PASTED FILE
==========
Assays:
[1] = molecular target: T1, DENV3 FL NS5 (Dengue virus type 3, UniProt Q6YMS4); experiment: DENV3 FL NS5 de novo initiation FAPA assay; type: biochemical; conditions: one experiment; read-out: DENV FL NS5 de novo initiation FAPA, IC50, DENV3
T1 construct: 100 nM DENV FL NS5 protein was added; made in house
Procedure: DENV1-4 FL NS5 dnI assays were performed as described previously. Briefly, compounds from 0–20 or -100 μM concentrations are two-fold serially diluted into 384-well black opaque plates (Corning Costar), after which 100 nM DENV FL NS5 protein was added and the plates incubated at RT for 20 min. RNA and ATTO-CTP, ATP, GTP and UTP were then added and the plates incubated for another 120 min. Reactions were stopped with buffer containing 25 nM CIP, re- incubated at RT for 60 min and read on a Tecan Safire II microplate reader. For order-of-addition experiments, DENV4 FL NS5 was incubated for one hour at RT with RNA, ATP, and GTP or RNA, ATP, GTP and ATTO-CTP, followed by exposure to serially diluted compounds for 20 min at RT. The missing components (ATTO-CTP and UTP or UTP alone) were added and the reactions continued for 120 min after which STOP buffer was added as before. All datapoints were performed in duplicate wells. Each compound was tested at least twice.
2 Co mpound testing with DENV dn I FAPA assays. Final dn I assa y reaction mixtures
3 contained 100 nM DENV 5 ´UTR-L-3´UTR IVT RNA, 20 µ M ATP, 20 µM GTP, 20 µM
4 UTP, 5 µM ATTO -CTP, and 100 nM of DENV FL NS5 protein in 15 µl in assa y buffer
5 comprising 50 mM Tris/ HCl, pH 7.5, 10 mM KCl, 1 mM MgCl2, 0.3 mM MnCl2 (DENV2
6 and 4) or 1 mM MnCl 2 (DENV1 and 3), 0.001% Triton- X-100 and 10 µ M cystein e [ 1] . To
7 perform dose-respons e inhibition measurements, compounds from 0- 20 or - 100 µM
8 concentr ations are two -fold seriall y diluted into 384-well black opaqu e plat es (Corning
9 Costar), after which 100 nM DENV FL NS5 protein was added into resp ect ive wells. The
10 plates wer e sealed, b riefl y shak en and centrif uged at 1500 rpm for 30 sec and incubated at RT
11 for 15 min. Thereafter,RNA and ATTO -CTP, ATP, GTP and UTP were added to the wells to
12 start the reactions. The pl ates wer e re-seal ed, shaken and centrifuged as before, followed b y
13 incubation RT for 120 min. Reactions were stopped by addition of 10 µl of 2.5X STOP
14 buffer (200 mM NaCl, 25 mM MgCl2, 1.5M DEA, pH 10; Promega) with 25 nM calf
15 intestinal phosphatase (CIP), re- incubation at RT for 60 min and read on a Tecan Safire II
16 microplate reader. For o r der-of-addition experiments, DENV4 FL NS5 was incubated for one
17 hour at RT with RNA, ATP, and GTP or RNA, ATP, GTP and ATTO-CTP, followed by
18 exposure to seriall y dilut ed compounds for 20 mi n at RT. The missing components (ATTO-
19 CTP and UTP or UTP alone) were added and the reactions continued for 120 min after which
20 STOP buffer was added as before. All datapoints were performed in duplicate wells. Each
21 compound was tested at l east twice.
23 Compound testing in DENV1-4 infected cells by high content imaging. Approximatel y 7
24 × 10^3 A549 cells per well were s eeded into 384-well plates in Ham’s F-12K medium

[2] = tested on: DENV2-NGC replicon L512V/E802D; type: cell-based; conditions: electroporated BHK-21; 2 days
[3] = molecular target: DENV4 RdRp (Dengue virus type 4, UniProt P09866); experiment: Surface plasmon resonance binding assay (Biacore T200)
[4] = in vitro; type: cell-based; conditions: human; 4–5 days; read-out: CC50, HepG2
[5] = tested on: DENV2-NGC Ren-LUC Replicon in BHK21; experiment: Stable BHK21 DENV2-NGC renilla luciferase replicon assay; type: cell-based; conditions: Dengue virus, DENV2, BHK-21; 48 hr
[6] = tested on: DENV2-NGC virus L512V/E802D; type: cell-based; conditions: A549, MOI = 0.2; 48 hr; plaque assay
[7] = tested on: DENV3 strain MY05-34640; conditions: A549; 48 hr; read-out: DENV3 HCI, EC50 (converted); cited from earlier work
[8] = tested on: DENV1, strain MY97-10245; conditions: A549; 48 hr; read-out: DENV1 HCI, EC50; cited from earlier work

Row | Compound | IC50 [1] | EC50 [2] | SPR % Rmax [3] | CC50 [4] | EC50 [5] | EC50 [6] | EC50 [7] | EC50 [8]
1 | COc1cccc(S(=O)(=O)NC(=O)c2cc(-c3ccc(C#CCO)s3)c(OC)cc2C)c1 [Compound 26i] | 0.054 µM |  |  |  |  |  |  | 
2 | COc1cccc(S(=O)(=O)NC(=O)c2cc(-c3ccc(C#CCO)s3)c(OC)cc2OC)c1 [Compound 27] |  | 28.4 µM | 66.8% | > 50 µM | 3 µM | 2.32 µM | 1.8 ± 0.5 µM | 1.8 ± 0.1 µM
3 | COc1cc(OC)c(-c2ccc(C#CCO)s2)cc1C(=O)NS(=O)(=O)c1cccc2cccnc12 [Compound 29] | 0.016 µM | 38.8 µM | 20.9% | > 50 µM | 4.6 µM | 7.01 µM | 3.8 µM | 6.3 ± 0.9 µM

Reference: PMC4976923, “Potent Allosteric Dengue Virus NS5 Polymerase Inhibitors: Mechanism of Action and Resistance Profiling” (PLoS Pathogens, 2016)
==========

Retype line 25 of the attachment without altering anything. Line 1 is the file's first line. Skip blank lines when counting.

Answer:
23 Compound testing in DENV1-4 infected cells by high content imaging. Approximatel y 7